- A Rough Guide on Where to Find South Asian Lit – Swapna Krishna highlights some books and publishers to check out if you’re looking for South Asian fiction.
So, if you’re looking for South Asian novels, where do you go? The surprising answer? Very small, independent, and often ebook-only publishers. It seems as though these publishers are taking risks where the mainstream publishers aren’t, putting out quality South Asian fiction that doesn’t necessarily fit into any mold.
For any minority author, discoverability is a HUGE problem, and that’s even more the case when it comes to these smaller presses. I’ve collected a few titles and publishers for you; if the books listed below don’t intrigue you, take a second to look through the huge selection on each of these publisher’s sites. I have a feeling you’ll find something you’re looking for.
- Writers You Want to Punch in the Face(book) – This screenshot-heavy post neatly skewers author-on-Facebook culture.
This is the story of Todd Manly-Krauss, the world’s most irritating writer. He’s a good enough guy in real life (holds his liquor, fun at parties, writes a hell of a short story)—but give the guy a social media account, and the most mild-mannered of his writer friends will turn to blood lust.
Okay, so he’s not a real writer. Except that he is. At times I fear he’s me.
Because I do struggle for balance with social media. I’m supposed to use it to promote my work (it’s not just a Twitter account, it’s a platform, dammit), and if many of the highlights of my life are writing-related, I naturally want to share those. But then I think of how I might come off to someone who’s struggled for years to publish that first story. Or how I must seem when I’m the only writer (the only self-promoter, even) on someone’s feed. And I wonder if I’m someone’s own personal Todd Manly-Krauss.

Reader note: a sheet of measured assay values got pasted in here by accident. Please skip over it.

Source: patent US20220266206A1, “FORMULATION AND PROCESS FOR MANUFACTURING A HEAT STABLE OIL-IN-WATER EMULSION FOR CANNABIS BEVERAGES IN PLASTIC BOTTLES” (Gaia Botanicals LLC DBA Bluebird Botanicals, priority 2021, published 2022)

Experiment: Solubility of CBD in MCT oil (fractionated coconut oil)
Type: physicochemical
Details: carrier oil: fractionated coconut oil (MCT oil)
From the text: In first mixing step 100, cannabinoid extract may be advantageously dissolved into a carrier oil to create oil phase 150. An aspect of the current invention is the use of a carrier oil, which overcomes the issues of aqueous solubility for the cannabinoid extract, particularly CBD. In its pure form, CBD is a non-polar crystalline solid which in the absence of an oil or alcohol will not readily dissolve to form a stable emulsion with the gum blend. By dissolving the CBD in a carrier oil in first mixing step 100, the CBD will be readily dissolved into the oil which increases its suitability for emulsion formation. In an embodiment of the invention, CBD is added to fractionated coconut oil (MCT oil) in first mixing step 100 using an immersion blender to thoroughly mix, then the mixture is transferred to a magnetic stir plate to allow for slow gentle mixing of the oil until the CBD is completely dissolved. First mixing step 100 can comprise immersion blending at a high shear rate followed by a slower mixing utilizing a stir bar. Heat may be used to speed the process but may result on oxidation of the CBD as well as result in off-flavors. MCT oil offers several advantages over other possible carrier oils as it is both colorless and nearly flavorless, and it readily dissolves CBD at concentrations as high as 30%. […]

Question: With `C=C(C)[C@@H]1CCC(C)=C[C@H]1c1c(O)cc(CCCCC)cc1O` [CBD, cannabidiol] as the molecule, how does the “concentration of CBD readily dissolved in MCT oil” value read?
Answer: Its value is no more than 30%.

- Loving across racial lines…what isn’t spoken – Shay Stewart-Bouley, aka @blackgirlinmaine, shares her own story about being humiliated by police when she was out with her white husband in Chicago.
This fall will mark 20 years that I have been partnered with my husband, we’ve been together 20 years and married for 17 of those years. We met in our 20’s, when we were young and idealistic and even though my previous partner had been white, I had no idea that race on the cusp of the 21st century would still be an issue. I assumed that love was all that we would need but the truth is that for people who love across the color line in America, you need more than love. You need courage, strength and resiliency to deal with a world that is often hostile to those whose love crosses color lines.
We started to grasp the enormity of what our life together would entail early in our marriage, when a simple traffic stop in Chicago became a moment of horror and shame that we would rarely speak of because the ugliness was too much to bear. Yet in light of a story that broke this weekend, it seems fitting to share my own moment of shame; perhaps if more of us share these uncomfortable moments, people will truly start to grasp how little has truly changed when it comes to race in America.
- You Can Keep Your Bold Riley: Thoughts on Cultural Appropriation – An important article about how riffling through other cultures for setting ideas and plot bunnies is not a good move.